HIV/AIDS–The Toll Lives On

The infection rate for HIV/AIDs is declining in
Zimbabwe. But the toll lingers on in lives left torn asunder by this terrible
pandemic.



(This is the sixth post from Mutare, Zimbabwe where the General Commission on Communications of The United Methodist Church met Jan. 3-10, 2007. With representatives from Africa, Europe, the Philippines and the United States, this was the first meeting of the Commission (board of directors) outside the United States. The Commission supervises United Methodist Communications, the communications agency responsible for communications services for the global church.)


At the end of a long workday, a young boy sits on the front steps of a small adobe house set in the midst of a plowed field. He gazes expressionless toward the distant mountains. Evening breezes whip rivulets of dust into the air. A small clay pot rests angularly in the soil under a wood stick platform where cooking utensils once dried after washing. Every inch of this arid hillside land is cultivated right up to the house itself. But for the mountains, it looks for all the world like a scene from dust-bowl Oklahoma.

But this is the mountain highlands of southern Zimbabwe and the youth, Tenderakai, lives with his younger sister Priscilla in the house in the plowed field. Down the way a few hundred yards is his grandmother’s rondeval.

Tenderakai and Priscilla don’t know farm life. They were born in the city. They came from Harare in November when their mother died from HIV/AIDS. Their father passed away earlier, adding them to the twenty million children and youth orphaned by the virus. This is the farm of their widowed grandmother who lives has already taken in two other grandchildren orphaned by HIV/AIDS. The younger children live with her.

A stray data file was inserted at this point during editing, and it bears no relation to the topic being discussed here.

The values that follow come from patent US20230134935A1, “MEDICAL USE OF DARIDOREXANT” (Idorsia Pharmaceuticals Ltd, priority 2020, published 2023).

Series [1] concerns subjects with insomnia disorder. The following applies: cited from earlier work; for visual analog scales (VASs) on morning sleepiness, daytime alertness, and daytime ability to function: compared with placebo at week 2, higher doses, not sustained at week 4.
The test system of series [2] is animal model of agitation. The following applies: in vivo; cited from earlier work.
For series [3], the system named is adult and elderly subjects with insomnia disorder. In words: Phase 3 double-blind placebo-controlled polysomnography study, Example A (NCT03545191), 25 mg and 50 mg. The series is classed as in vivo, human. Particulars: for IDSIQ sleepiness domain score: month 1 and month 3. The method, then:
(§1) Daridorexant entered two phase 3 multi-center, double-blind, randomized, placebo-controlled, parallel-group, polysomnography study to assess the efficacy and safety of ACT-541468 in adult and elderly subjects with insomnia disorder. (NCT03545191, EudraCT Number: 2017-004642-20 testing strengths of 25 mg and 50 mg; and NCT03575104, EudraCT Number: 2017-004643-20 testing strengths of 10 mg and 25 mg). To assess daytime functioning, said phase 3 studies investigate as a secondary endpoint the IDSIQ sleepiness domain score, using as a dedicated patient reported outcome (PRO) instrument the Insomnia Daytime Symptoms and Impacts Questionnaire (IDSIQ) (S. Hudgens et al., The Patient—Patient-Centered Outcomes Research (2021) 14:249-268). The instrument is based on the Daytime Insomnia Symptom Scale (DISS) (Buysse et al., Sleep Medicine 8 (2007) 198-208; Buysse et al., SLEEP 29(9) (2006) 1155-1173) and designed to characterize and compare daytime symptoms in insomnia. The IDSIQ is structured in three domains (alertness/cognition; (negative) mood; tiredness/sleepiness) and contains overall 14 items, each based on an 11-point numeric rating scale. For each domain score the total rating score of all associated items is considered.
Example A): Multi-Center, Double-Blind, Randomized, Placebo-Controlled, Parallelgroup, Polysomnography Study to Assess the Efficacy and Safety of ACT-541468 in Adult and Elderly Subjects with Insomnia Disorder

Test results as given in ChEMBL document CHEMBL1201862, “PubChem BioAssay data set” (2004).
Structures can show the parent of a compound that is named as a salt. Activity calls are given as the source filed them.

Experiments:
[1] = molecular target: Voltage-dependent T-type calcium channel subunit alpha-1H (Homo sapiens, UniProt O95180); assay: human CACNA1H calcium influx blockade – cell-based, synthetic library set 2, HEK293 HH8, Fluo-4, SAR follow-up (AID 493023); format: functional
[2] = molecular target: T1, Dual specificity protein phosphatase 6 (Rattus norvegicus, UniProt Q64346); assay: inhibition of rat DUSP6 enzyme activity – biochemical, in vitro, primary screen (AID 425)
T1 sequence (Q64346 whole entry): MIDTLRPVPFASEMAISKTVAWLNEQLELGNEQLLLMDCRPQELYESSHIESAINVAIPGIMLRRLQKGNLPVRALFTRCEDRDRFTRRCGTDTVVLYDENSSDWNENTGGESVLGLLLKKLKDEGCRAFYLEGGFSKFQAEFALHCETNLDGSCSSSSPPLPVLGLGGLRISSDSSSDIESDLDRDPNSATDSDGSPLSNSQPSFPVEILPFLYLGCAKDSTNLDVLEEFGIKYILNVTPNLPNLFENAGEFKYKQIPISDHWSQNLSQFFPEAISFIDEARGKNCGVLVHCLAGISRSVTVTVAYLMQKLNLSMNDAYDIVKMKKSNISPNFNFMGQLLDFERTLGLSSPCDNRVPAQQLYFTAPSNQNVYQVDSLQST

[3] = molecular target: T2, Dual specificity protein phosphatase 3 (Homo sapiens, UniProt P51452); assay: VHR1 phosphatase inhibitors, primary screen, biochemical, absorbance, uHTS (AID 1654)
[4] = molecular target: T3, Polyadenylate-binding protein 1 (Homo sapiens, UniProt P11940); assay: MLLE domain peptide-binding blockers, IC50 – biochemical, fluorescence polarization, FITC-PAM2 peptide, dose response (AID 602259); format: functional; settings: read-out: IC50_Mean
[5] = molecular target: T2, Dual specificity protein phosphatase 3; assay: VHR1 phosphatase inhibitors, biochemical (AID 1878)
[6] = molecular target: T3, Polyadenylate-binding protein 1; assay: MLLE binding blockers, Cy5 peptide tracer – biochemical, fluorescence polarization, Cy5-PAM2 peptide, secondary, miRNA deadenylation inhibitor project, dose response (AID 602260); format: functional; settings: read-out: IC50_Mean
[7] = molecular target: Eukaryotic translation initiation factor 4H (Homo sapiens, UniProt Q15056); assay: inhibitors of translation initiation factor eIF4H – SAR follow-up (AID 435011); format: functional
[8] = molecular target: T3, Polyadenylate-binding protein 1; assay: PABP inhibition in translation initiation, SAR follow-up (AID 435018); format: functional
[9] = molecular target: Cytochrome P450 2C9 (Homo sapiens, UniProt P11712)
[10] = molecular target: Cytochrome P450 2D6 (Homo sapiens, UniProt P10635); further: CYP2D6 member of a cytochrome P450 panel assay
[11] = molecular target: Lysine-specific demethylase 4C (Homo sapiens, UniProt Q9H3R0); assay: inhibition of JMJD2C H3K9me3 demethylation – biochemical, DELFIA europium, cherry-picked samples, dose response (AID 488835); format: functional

Despite a decreasing infection rate in Zimbabwe–an encouraging sign–the lingering toll of HIV/AIDS is the burden it leaves behind in disrupted lives. The grief of losing one parent is devastating for any child, but losing both parents and being uprooted from a familiar home environment to a completely foreign place is life-shattering.

Across Africa, the legacy of HIV/AIDS is the same. Grandparents who have reached an age when they should be cared for themselves are starting new lives with young children who, instead, require their care. Not that anyone has time to complain. Survival doesn’t grant one the luxury of self-pity and it doesn’t allow time for rest. There are mouths to feed, school fees to pay, uniforms to buy and fields to plant.

Among some, especially women, information about HIV/AIDS is no longer unsuitable for conversation. Road signs and billboards on school buildings urge abstinence and use of precautions such as condoms.

But an exchange in one of the sessions of our communications workshop was revealing. A young female AIDS activist spoke to the group of Zimbabwean religious communicators about interviewing AIDS-affected persons, and how subtle behaviors affect individuals sensitive about their physical condition. This was followed by a demonstration interview with a shy young mother with the disease.

As she speaks of the deeply intimate effects of the disease on her life and her infant daughter, giggles are heard at the back of the room. It is unsettling. A young women made a remark completely unrelated to the presentation and she and her neighbor laughed. But the rest of the group could not know this, and the young mother is crestfallen. It is awkward and exceedingly uncomfortable.

To the presenter it is a teaching moment, and she spares no lack of clarity in explaining the need for sensitivity when conducting interviews. Human dignity, if not compassion, demand respectful treatment, she says. Those who had created the discomfort are embarrassed but they learn an important lesson. An interview is a relationship and it must be conducted with care. Both demeanor and language are important.

The conversation turned to how the subject of preventing HIV/AIDS should be introduced to children. A young male pastor said it is inappropriate for fathers to discuss the subject, especially with their daughters. Some of the women in the group could not conceal their disagreement.

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